Egypt’s constitution, a step forward despite differences

The new constitution has for the first time ever included articles on remote areas which were previously overlooked

Abdel Latif el-Menawy

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When Egyptian interim President Adly Mansour called on Egyptians to participate in the referendum on the constitution, which the 50-member committee finalized, he transcended beyond ordinary legislative measures and drifted towards celebration and perseverance. The celebration is of the first important step which the Egyptians committed to as part of the roadmap. This means that despite all obstructions, insistence to move forward is so far the best means to finalize the ongoing battle with the Muslim Brotherhood and their followers. The 50-member committee, others who represent the Egyptian political and social spectra and millions of Egyptians agree that what unites them is the conviction that this document is the way out of the current situation.

The current draft constitution has 247 articles of which 42 are new, 18 are on freedoms and rights and 45 are on laborers and peasants. The draft constitution has also ended the Shura Council and this grants the parliament the authority of legislating, deciding the government's general policy and supervising the work of the executive authority. Unlike the 2012 constitution, establishing parties on religious basis has been banned. Also, according to the draft constitution, the supreme constitutional court is the reference to interpret sharia principles.

Remarks on the constitution

There are many notes that can be presented when evaluating this draft constitution. One of them is perhaps that lengthy preamble which dealt with Egyptian history as per a selective vision. It therefore highlighted some phases and ignored others and presented Egyptians leaders in a way that many citizens would disagree with.

There have been other remarks regarding adding articles that go without saying and which are not subject to confirmation or doubt - like that article on the unity of Egyptian land. One of the controversial articles is that linked to assigning and choosing a minister of defense via the supreme council of the armed forces for a period of eight years from the time the constitution is passed. Those who criticize it do so because they think the military institution is being positively discriminated against, while those who support it - and there are actually many - do so because they think the army is the only institution that withstood the attack Egypt was subjected to and because, in the current phase, they think the military institution is the only institution capable of protecting popular will.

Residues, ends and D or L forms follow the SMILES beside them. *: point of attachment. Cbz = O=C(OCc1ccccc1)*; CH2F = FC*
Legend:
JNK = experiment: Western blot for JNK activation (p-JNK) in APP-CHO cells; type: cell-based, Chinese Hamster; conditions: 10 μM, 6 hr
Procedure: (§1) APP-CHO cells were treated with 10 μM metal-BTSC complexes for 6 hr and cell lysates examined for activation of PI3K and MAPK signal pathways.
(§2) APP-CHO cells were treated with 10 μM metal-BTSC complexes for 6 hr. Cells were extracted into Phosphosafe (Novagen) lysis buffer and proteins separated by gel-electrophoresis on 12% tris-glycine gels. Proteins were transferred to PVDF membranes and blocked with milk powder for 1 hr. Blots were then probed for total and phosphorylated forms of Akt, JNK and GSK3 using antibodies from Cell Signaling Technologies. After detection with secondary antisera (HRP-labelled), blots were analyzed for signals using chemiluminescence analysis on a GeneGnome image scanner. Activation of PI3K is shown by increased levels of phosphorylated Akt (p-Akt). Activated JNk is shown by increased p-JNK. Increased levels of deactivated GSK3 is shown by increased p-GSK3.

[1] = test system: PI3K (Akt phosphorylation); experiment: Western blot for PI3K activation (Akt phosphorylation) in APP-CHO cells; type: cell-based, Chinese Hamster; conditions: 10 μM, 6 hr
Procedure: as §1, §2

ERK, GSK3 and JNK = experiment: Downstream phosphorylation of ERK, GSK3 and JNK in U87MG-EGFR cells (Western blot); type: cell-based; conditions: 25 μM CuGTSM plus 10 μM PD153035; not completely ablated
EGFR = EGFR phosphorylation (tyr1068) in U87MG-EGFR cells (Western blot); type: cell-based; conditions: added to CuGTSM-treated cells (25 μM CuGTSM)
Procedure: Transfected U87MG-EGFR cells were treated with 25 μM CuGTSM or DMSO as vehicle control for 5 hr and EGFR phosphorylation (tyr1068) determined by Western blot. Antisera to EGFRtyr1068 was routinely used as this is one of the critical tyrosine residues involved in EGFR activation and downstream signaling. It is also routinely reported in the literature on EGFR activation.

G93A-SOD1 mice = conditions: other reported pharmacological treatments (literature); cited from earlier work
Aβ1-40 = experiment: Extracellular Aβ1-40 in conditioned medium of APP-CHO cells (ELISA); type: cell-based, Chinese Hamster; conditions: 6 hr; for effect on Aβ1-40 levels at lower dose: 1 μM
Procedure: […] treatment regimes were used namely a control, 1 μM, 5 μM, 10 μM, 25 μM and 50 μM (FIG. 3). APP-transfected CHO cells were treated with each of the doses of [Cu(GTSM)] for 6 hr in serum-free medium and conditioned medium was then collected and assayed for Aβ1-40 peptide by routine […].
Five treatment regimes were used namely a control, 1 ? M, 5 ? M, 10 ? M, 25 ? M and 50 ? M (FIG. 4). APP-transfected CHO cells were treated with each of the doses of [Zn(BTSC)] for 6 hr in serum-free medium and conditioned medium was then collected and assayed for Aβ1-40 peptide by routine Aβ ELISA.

The new constitution has for the first time ever included articles on remote areas which were previously overlooked, like Sinai and Upper Egypt

Abdel Latif el-Menawy

The new constitution has for the first time ever included articles on remote areas which were previously overlooked, like Sinai and Upper Egypt. These areas are important for Egypt on the economic, political and security levels. The new constitution thus allows the integration of these areas in establishing states within the context of democracy and devolution of power.

The constitution also includes articles on increasing education and health allocations as well as articles on the right to issue dailies and establish unions and syndicates. There are also articles on prohibiting imprisonment in cases related to peaceful demonstrations of freedom of expression and speech. The constitution also supports all human rights within the principles of equal citizenship which criminalized discrimination according to sex, color, race, ethnicity, mental capability or political affiliation.

Controversy will remain but the super-majority knows that this constitution is an important step forward and a major pillar of the state’s stability. Therefore, the general orientation is the majority’s acceptance to move forward towards progress.

This article was first published in al-Jarida on Dec. 14, 2013.


Abdel Latif el-Menawy is an author, columnist and multimedia journalist who has covered conflicts around the world. He is the author of “Tahrir: the last 18 days of Mubarak,” a book he wrote as an eyewitness to events during the 18 days before the stepping down of former Egyptian President Hosni Mubarak. Menawy’s most recent public position was head of Egypt’s News Center. He is a member of the National Union of Journalists in the United Kingdom, and the Egyptian Journalists Syndicate. He can be found on Twitter @ALMenawy

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